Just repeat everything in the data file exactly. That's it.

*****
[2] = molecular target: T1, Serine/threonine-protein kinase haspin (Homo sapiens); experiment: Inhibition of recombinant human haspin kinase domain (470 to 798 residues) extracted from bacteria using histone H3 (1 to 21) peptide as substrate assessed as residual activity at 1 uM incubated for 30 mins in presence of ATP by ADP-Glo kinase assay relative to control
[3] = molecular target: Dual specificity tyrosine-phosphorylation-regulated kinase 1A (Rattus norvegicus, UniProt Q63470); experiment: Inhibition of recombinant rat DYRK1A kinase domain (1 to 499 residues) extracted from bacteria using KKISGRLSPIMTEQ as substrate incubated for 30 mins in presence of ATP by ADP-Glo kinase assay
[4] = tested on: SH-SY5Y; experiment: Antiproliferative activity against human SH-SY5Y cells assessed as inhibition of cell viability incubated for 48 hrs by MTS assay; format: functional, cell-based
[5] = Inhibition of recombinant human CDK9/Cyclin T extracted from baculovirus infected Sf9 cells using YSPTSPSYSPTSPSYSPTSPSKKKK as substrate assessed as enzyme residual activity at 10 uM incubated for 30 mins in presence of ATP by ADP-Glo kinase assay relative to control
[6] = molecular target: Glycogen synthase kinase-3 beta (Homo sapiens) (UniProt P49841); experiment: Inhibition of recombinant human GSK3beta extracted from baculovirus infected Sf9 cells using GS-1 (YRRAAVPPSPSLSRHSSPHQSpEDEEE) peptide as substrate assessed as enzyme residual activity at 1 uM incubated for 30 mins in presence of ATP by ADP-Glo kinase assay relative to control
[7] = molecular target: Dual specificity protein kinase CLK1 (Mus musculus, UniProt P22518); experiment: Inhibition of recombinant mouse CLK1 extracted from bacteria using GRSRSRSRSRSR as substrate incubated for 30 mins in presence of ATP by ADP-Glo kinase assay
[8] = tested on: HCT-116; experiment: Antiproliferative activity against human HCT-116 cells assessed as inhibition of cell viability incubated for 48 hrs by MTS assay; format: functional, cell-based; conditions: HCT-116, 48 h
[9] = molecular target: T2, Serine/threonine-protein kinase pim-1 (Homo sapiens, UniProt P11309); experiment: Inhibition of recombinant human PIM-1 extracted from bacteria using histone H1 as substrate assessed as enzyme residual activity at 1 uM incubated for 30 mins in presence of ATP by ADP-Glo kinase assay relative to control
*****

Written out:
[2] = molecular target: T1, Serine/threonine-protein kinase haspin (Homo sapiens); experiment: Inhibition of recombinant human haspin kinase domain (470 to 798 residues) extracted from bacteria using histone H3 (1 to 21) peptide as substrate assessed as residual activity at 1 uM incubated for 30 mins in presence of ATP by ADP-Glo kinase assay relative to control
[3] = molecular target: Dual specificity tyrosine-phosphorylation-regulated kinase 1A (Rattus norvegicus, UniProt Q63470); experiment: Inhibition of recombinant rat DYRK1A kinase domain (1 to 499 residues) extracted from bacteria using KKISGRLSPIMTEQ as substrate incubated for 30 mins in presence of ATP by ADP-Glo kinase assay
[4] = tested on: SH-SY5Y; experiment: Antiproliferative activity against human SH-SY5Y cells assessed as inhibition of cell viability incubated for 48 hrs by MTS assay; format: functional, cell-based
[5] = Inhibition of recombinant human CDK9/Cyclin T extracted from baculovirus infected Sf9 cells using YSPTSPSYSPTSPSYSPTSPSKKKK as substrate assessed as enzyme residual activity at 10 uM incubated for 30 mins in presence of ATP by ADP-Glo kinase assay relative to control
[6] = molecular target: Glycogen synthase kinase-3 beta (Homo sapiens) (UniProt P49841); experiment: Inhibition of recombinant human GSK3beta extracted from baculovirus infected Sf9 cells using GS-1 (YRRAAVPPSPSLSRHSSPHQSpEDEEE) peptide as substrate assessed as enzyme residual activity at 1 uM incubated for 30 mins in presence of ATP by ADP-Glo kinase assay relative to control
[7] = molecular target: Dual specificity protein kinase CLK1 (Mus musculus, UniProt P22518); experiment: Inhibition of recombinant mouse CLK1 extracted from bacteria using GRSRSRSRSRSR as substrate incubated for 30 mins in presence of ATP by ADP-Glo kinase assay
[8] = tested on: HCT-116; experiment: Antiproliferative activity against human HCT-116 cells assessed as inhibition of cell viability incubated for 48 hrs by MTS assay; format: functional, cell-based; conditions: HCT-116, 48 h
[9] = molecular target: T2, Serine/threonine-protein kinase pim-1 (Homo sapiens, UniProt P11309); experiment: Inhibition of recombinant human PIM-1 extracted from bacteria using histone H1 as substrate assessed as enzyme residual activity at 1 uM incubated for 30 mins in presence of ATP by ADP-Glo kinase assay relative to control